The alleged crimes took place during McClain's recent six-month mission at the International Space Station.
Worden told the Times she learned McClain accessed her accounts because McClain had intimate knowledge of her spending. To confirm her suspicions, Worden had her bank locate computers that had accessed her account; one such access point came from a computer registered with NASA.
McClain, who returned to Earth on June 24, denies wrongdoing, although she admitted in an sworn interview last week that she did access the account from space.
"She strenuously denies that she did anything improper," McClain's lawyer, Rusty Hardin, told the Times.
Instead, McClain claims she was doing what she has always done: checking her family's finances to ensure there were sufficient funds in the account to pay bills and care for the son that McClain and Worden have raised together.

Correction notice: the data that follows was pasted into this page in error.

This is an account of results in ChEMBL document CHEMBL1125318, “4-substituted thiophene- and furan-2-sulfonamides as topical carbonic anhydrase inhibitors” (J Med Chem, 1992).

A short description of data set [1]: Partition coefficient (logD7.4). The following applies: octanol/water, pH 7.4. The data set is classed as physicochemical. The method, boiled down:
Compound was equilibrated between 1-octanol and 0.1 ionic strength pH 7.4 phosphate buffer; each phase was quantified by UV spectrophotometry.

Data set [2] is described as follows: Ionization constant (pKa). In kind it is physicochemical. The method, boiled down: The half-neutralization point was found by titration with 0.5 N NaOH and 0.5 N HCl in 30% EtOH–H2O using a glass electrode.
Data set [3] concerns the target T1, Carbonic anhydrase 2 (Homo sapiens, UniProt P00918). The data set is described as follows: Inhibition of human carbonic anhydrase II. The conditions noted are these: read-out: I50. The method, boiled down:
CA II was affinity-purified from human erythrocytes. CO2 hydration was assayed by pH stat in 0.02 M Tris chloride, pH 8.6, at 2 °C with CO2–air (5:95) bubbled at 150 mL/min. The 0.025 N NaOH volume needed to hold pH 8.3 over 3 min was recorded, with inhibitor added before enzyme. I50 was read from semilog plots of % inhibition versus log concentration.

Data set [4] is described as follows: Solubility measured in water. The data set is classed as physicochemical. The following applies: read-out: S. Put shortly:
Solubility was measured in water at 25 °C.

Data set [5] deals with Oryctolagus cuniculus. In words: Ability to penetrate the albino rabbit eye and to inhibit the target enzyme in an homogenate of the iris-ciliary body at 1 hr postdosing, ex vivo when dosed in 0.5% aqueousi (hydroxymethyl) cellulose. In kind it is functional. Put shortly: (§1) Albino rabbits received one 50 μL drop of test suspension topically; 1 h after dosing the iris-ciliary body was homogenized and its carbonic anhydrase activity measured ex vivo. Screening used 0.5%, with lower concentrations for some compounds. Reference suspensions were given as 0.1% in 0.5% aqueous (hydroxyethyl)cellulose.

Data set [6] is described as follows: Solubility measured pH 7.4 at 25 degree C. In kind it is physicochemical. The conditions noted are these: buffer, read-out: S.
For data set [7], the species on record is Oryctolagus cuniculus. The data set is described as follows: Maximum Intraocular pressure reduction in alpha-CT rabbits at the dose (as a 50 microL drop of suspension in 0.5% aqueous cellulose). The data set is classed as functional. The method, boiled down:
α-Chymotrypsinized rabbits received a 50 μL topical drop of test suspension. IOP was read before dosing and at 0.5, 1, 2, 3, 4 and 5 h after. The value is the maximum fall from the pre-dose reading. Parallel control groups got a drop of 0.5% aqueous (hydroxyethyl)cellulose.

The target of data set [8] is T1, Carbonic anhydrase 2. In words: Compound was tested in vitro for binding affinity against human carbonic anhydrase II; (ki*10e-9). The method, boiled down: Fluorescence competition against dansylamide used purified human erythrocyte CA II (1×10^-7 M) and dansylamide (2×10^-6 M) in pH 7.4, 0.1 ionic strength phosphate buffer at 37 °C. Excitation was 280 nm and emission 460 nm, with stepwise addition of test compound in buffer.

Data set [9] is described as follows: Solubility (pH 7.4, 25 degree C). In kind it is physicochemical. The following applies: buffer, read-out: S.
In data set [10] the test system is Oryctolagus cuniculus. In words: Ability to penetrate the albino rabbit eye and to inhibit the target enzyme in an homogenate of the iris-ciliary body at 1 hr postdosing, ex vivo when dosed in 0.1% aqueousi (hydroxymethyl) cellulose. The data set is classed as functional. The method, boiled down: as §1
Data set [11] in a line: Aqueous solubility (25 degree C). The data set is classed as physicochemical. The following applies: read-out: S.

Hardin said McClain has routinely checked the account and was never informed she could no longer access it.
McClain and Hardin are in the midst of a heated custody battle over their 6-year-old son, who was conceived via in vitro fertilization and carried by a surrogate. Their divorce is set to be finalized in October, NBC News reported.
NASA did not comment on the ongoing dispute, although they praised McClain in a statement. McClain is a candidate for future lunar missions.
"She did a great job on her most recent NASA mission aboard the International Space Station. Like with all NASA employees, NASA does not comment on personal or personnel matters," NASA said.